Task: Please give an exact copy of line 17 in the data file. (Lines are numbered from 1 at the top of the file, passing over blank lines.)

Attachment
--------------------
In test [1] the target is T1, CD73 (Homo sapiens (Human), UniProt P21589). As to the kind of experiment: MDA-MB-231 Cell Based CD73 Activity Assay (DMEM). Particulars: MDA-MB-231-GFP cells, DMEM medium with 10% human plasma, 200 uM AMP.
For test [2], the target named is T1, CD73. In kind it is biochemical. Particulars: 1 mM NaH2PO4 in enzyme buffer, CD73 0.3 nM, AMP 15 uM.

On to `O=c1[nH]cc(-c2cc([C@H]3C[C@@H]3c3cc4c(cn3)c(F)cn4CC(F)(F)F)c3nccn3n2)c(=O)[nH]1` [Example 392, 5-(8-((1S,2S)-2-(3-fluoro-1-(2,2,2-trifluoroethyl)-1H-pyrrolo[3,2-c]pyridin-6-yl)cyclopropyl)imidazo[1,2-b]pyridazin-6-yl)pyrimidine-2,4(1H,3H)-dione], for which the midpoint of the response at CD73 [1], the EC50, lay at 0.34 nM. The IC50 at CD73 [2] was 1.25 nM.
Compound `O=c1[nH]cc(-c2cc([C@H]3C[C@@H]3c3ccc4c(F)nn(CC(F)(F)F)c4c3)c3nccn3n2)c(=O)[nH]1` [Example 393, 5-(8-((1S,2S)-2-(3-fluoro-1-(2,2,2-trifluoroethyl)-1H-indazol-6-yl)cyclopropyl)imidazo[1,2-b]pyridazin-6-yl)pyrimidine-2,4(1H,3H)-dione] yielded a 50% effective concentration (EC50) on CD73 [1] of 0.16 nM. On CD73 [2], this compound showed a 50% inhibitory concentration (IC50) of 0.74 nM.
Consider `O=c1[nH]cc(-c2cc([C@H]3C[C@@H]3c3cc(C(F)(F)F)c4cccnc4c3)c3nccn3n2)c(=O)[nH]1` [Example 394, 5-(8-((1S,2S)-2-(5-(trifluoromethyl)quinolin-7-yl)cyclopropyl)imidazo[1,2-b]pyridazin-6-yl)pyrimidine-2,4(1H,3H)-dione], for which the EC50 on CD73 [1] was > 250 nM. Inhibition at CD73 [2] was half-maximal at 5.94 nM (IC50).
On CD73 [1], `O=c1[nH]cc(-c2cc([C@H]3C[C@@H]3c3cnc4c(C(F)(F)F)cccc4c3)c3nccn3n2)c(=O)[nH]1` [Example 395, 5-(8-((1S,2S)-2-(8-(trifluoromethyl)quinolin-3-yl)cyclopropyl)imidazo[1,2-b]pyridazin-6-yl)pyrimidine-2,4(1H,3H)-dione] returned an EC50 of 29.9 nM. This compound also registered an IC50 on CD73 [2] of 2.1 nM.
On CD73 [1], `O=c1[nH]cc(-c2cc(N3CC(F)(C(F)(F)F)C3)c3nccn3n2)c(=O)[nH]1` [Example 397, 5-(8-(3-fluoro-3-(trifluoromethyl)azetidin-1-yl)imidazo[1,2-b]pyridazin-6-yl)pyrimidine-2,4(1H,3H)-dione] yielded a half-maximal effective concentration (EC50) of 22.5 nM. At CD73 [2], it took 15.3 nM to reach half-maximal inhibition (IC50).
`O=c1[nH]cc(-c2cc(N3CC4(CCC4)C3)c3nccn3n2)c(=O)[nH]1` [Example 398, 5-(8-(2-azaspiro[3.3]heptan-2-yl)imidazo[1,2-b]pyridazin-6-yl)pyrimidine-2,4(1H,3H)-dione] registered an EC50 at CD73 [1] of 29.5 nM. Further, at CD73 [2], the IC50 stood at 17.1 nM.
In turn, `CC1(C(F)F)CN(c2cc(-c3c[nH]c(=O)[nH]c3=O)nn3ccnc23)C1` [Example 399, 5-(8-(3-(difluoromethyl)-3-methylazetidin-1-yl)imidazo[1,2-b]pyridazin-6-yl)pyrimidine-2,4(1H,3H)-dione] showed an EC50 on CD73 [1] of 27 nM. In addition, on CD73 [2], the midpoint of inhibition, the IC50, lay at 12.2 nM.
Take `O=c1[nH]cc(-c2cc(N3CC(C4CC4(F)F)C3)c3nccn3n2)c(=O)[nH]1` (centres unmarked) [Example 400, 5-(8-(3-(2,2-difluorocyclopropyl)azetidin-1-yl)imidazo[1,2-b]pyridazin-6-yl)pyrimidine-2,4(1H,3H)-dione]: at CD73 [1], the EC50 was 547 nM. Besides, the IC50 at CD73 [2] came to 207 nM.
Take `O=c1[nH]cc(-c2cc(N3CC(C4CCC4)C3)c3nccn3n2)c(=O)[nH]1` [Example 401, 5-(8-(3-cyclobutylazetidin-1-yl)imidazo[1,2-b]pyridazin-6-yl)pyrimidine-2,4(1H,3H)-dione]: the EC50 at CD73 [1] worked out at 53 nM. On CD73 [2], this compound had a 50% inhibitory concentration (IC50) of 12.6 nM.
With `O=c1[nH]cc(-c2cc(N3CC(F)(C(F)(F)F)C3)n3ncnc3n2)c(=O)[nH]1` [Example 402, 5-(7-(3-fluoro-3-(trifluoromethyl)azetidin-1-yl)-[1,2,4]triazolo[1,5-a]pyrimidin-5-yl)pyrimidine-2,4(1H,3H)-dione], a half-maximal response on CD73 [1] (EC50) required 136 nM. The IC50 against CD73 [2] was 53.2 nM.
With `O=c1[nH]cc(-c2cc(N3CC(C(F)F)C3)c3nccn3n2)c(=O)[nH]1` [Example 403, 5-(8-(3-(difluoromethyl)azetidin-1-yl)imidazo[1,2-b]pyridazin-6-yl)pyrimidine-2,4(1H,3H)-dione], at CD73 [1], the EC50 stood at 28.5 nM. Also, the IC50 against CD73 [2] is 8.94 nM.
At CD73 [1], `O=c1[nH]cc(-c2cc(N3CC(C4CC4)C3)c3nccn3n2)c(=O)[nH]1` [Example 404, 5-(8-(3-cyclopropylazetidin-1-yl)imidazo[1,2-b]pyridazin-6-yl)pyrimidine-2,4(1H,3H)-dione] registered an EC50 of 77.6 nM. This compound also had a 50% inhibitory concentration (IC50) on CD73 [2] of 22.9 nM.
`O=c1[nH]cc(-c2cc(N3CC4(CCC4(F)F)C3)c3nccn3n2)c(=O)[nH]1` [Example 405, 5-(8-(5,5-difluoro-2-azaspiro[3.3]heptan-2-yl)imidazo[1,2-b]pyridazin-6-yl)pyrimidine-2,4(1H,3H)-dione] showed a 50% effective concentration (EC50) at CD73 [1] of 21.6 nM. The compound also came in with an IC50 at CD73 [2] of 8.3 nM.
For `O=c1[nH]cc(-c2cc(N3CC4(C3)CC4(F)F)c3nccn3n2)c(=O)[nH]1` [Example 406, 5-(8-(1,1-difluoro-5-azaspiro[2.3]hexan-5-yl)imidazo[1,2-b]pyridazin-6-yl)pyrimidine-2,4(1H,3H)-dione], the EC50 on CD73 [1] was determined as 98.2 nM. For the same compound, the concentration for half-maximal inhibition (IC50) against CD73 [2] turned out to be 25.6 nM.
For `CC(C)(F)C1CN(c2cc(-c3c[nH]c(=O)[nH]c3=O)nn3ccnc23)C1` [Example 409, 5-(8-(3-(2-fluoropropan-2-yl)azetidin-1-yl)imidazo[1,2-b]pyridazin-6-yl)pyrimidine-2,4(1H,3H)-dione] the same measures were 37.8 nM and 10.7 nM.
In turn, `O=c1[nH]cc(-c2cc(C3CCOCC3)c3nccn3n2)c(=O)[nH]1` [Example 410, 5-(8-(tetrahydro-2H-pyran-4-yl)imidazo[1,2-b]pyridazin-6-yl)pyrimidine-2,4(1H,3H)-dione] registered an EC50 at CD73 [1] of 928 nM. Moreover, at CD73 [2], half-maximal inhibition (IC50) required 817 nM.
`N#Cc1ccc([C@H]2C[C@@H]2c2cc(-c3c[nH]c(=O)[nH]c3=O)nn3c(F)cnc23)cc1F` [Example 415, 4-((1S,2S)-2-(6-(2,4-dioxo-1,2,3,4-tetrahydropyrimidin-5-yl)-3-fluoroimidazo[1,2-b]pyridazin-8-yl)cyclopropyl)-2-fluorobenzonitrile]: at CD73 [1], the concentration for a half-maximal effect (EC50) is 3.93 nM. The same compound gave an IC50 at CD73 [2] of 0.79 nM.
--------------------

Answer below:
For `CC(C)(F)C1CN(c2cc(-c3c[nH]c(=O)[nH]c3=O)nn3ccnc23)C1` [Example 409, 5-(8-(3-(2-fluoropropan-2-yl)azetidin-1-yl)imidazo[1,2-b]pyridazin-6-yl)pyrimidine-2,4(1H,3H)-dione] the same measures were 37.8 nM and 10.7 nM.